The Levitt plaintiffs essentially make two arguments in support of their contention that they should be named lead plaintiffs for the subclass of ML Direct purchasers against the defendant Bear Stearns. First, the plaintiffs in the Rogers multi district litigation action did not file the required notice as described above when they filed an amended complaint naming Bear Stearns as a co-defendant. While the Levitt plaintiffs cannot dispute that the Rogers plaintiffs followed the notice requirements when the complaint was originally filed, it is their position that another notice was required to be published when the complaint was amended on February 12, 1999. As a result, the Levitt plaintiffs argue that because the Rogers plaintiffs did not either publish a notice after the amended complaint was filed or move to be considered lead plaintiffs in response to the notice filed by the Greenberg and Levitt plaintiffs, they are not eligible to be appointed lead plaintiffs with respect to the class action of purchasers of ML Direct against Bear Stearns.

The Court disagrees. The assertion by the Levitt plaintiffs that the Rogers plaintiffs should be barred from being appointed lead plaintiffs with respect to the class action of ML Direct against Bear Stearns because of their failure to publish a notice within 20 days of filing an amended complaint is not supported by any case law authority or by the provisions of the PSLRA. None of the cases cited by the Levitt plaintiffs stand for the proposition that another notice by the lead plaintiffs must be published after an amended complaint naming a new defendant is filed. In fact, the Court is unable to locate any authority within this Circuit or elsewhere, which stands for that proposition. In addition, the unambiguous language of the PSLRA states that "[n]ot later than 20 days after the date on which the complaint is filed, the plaintiff . . . shall cause to be published . . . a notice advising the members of the purported plaintiff class. . . ." 15 U.S.C. § 78u-4(a)(3)(A)(i) (emphasis added). The statute does not mandate, nor does it suggest, that a Court approved lead plaintiff must re-publish a notice of the purported class after an amended complaint is filed.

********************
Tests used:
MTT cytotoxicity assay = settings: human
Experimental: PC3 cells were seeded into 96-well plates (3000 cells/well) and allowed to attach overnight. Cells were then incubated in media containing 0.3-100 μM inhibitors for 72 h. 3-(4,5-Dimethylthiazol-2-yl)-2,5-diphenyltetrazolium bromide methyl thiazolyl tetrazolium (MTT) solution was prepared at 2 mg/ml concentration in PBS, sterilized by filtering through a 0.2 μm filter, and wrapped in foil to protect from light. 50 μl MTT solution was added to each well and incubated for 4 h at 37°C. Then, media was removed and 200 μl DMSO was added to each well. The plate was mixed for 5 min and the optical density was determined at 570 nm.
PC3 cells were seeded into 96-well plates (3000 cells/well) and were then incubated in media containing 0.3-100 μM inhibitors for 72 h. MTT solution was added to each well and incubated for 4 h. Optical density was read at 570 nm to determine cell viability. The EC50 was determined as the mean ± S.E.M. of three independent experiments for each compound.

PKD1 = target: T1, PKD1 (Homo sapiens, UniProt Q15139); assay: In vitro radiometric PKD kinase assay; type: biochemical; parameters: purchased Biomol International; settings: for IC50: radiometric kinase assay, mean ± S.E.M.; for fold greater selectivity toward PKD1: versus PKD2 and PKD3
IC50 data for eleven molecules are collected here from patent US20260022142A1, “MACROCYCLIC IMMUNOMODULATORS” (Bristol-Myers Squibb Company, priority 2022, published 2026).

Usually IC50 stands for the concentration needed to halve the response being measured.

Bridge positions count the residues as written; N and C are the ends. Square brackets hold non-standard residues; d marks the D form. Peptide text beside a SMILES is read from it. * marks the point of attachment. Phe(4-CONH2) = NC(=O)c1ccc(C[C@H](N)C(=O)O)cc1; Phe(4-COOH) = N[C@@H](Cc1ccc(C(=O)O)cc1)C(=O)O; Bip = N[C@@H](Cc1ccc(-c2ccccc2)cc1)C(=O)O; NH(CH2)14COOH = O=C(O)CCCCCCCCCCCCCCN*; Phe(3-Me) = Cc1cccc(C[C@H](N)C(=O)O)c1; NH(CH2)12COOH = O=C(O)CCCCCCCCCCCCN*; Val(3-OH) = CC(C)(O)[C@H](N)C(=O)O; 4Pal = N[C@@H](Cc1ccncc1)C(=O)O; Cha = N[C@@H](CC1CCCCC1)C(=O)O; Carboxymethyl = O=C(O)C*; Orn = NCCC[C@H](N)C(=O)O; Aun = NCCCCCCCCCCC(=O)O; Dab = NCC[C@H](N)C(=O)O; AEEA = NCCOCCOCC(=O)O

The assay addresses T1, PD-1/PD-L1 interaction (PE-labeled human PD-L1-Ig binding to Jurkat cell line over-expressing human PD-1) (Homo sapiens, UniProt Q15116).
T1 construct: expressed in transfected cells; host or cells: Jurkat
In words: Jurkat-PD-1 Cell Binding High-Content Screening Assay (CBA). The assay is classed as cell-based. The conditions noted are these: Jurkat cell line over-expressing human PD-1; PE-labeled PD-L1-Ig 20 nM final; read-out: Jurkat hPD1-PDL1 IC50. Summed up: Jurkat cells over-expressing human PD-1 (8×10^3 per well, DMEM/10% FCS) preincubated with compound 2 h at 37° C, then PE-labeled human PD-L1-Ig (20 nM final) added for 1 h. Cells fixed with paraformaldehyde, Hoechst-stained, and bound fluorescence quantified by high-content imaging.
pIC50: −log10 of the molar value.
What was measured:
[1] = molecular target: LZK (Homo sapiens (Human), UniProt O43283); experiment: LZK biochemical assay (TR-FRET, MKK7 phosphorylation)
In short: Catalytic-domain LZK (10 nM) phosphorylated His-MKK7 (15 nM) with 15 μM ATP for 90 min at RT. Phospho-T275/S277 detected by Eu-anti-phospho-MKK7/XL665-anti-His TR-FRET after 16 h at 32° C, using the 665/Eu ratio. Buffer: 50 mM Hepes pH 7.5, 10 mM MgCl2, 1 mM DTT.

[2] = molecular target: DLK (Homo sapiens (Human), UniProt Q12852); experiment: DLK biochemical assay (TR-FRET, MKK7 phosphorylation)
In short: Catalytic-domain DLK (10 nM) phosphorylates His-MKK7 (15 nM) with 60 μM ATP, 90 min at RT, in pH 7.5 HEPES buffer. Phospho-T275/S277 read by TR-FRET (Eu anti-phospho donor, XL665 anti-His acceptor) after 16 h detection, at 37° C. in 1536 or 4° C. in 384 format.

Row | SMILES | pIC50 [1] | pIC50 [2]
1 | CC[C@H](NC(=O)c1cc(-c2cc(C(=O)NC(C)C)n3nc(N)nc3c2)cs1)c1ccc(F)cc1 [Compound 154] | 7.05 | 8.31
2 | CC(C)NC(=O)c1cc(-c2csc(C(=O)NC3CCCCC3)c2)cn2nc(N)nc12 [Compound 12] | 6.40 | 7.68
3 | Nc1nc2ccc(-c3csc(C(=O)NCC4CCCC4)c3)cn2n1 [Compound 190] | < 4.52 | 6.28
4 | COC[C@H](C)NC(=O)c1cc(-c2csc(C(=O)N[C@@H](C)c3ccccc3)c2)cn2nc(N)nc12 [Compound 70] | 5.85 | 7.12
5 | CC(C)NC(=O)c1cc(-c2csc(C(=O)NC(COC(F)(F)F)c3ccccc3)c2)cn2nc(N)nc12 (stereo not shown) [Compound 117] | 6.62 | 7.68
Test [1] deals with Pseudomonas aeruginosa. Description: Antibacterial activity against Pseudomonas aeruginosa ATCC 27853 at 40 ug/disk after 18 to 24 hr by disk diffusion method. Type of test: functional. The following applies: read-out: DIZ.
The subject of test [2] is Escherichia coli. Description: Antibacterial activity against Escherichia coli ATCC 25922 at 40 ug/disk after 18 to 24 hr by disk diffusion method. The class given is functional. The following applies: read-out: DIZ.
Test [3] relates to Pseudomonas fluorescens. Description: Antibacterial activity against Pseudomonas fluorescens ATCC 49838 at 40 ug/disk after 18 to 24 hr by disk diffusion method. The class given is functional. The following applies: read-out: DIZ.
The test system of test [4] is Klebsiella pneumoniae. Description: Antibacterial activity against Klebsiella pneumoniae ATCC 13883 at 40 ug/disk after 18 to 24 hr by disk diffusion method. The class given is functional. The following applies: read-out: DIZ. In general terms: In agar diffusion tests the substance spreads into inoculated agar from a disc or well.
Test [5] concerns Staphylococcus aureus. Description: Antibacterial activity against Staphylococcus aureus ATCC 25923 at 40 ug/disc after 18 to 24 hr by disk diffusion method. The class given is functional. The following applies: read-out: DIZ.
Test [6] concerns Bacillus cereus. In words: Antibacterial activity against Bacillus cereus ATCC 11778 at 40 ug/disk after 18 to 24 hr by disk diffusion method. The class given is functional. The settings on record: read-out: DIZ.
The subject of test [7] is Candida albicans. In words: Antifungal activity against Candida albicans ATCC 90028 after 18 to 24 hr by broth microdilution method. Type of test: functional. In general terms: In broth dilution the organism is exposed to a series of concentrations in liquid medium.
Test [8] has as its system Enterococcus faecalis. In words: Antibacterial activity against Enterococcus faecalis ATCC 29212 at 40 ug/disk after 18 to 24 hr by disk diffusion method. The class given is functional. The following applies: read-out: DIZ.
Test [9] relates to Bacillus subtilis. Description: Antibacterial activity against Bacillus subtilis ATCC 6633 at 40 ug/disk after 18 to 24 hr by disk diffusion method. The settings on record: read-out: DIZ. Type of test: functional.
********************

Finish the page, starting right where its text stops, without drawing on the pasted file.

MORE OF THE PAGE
As the lead class plaintiffs in the multi district litigation had previously published a notice informing potential plaintiffs of the existing litigation involving purchasers of ML Direct against the defendant Sterling Foster, the Court finds that neither case law nor the provisions of the PSLRA require a second notice to be published when the complaint was amended to add the Bear Stearns additional defendant.

The Levitt plaintiffs second argument is that they have the largest financial interest in the outcome of the litigation. In an affidavit submitted by Leslie Trager on behalf of the Levitt plaintiffs, it is stated that the "maximum losses [of the lead class plaintiffs in the multi district litigation] comes to $154,192 . . . [while] plaintiffs in the Levitt action sustained losses totaling $469,276.19. . . ."